THE EU Holocaust Memorial Day was only instituted in 2005. Similar days of remembrance are held throughout the year around the world.
Our memorial day this year falls on a Sunday and I’m delighted to say the organisers have decided to hold the service at 2.30pm so that it can be attended by those people who attend church in the morning.
In the Stockholm declaration of 2000, it was decided to honour all the victims of the Holocaust, in which six million Jews died, as well as five million other people who were persecuted because of their nationality, ethnicity, sexual orientation, religious beliefs, political affiliations, or just because they had some disability.
This is a long list of people, most of them poor, who could not or would not fit into an altogether evil system called Nazism.
One intention of day is to ensure such atrocities should never happen again and it is therefore especially important that the younger generation should be involved.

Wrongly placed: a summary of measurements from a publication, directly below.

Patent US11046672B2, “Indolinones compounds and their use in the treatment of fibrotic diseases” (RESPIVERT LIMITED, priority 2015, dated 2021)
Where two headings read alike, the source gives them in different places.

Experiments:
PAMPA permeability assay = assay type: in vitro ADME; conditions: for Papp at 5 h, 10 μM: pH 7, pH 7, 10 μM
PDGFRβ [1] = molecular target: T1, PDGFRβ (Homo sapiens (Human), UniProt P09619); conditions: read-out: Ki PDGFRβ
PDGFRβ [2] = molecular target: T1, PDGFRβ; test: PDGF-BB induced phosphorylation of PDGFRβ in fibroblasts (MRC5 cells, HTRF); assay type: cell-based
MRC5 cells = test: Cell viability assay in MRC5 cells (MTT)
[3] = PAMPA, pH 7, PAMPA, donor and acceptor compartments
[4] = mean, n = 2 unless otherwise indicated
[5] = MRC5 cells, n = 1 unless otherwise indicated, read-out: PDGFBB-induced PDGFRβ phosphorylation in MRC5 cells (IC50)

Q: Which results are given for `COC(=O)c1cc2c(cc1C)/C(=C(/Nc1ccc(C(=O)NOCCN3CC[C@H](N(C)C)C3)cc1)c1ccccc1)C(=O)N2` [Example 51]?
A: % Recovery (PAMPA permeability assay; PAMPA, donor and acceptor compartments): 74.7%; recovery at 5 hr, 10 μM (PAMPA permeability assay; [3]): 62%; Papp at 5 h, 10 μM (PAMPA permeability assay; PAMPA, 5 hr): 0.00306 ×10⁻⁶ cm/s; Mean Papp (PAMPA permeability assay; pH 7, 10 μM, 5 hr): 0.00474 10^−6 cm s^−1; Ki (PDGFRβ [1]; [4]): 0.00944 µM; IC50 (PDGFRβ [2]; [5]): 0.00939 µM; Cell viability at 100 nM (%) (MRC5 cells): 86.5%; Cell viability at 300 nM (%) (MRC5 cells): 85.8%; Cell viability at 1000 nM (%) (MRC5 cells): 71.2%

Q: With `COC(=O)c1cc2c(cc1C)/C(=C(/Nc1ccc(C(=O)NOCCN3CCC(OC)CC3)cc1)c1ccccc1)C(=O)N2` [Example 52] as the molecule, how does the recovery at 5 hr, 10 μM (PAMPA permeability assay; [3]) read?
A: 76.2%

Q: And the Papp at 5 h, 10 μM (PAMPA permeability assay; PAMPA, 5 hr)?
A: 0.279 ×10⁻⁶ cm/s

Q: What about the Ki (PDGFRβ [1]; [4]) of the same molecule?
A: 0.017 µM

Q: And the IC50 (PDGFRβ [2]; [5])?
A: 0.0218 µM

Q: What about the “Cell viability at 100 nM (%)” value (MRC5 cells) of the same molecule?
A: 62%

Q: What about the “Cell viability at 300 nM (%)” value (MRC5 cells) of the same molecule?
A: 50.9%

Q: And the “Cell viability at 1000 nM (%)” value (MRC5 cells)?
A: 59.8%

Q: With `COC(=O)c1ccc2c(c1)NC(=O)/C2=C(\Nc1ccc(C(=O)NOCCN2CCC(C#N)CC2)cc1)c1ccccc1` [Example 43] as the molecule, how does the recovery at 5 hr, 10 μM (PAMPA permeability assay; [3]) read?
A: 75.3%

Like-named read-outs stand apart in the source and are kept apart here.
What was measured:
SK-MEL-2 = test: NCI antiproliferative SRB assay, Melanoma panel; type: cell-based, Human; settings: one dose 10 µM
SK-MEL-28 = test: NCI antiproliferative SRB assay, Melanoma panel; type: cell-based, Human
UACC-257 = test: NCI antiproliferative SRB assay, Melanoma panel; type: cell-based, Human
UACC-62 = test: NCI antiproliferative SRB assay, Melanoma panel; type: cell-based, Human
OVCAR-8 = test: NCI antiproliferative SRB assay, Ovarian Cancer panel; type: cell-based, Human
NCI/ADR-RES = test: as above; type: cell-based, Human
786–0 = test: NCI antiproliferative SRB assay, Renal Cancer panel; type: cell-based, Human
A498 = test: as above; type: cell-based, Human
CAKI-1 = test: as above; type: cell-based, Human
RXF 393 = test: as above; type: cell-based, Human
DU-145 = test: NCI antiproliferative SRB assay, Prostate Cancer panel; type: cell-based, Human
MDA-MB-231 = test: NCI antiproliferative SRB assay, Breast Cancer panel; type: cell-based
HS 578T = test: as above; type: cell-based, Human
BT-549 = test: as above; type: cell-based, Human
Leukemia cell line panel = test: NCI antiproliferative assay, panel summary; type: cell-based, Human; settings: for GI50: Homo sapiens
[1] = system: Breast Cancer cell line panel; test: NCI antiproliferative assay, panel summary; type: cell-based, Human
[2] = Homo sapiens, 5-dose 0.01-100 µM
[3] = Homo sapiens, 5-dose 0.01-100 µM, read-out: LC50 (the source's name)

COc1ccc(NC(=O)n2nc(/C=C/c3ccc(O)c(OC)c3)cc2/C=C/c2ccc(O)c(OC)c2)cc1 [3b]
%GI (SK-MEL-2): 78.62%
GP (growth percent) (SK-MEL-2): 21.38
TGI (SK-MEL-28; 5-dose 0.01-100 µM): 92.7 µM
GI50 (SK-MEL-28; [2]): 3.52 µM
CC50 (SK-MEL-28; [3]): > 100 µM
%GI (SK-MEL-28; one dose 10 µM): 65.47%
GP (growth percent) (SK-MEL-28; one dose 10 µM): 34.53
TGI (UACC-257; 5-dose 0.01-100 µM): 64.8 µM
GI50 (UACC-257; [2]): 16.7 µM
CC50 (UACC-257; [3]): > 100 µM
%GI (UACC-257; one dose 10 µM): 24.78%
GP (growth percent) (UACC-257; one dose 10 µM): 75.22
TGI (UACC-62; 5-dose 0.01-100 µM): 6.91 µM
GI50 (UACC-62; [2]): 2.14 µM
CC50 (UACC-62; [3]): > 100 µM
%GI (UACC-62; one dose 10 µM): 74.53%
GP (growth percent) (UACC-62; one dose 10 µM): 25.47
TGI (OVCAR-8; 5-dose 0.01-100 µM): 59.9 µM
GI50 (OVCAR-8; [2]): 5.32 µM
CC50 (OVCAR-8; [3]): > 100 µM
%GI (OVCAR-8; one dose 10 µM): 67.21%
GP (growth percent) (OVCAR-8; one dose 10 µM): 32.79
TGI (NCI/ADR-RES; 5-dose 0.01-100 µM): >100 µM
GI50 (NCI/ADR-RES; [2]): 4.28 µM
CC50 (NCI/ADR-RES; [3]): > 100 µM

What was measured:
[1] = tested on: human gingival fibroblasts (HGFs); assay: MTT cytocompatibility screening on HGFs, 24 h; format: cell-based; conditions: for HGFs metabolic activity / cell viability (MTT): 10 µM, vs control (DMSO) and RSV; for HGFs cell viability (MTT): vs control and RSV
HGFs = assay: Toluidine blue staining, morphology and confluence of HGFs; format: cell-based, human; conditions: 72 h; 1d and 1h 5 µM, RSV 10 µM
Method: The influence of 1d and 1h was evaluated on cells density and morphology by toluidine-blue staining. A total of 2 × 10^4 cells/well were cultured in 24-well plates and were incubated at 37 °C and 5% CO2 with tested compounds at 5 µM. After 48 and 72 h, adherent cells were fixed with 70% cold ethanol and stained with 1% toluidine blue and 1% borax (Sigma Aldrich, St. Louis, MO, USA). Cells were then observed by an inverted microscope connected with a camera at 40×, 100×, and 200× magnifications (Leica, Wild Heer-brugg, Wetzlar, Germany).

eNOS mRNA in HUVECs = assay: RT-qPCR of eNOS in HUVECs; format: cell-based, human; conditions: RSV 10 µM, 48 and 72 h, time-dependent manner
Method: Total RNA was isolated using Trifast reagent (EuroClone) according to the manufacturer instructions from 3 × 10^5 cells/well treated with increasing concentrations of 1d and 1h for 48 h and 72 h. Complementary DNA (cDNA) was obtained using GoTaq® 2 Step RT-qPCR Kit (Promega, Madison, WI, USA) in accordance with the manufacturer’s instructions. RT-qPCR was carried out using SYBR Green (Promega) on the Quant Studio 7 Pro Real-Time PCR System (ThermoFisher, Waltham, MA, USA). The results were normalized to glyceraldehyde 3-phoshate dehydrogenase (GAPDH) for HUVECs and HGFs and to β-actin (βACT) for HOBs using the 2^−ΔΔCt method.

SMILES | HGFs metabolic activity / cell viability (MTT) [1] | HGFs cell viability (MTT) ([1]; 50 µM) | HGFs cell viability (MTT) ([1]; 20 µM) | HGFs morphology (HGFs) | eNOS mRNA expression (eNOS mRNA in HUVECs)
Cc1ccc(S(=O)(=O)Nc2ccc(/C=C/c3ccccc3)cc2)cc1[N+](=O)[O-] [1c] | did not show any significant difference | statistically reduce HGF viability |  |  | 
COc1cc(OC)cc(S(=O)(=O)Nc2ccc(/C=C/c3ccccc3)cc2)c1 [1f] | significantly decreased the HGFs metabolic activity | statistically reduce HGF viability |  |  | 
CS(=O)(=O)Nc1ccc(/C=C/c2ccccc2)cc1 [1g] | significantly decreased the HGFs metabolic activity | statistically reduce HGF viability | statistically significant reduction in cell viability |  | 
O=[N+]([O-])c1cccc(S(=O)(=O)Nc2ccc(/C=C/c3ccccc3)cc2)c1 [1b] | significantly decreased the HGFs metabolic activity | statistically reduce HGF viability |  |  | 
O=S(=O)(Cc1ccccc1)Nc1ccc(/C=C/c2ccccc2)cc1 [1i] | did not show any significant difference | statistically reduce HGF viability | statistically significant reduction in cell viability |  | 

I have always been impressed with the good number of young people who attend the service from our secondary schools.
Not only do we need to gather on occasions like this, but we need to try to ensure that we have no holocaust during our watch. Yet at this very time, atrocities by people against people are taking place in Mali.
When we gather on January 27 in New Lane Cemetery, it should provide an opportunity to speak out against the horrendous behaviour of people against people, to stand in solidarity with all those who are victims of holocaust today. Everyone needs to have heroic boldness to declare justice and peace for everyone in our world.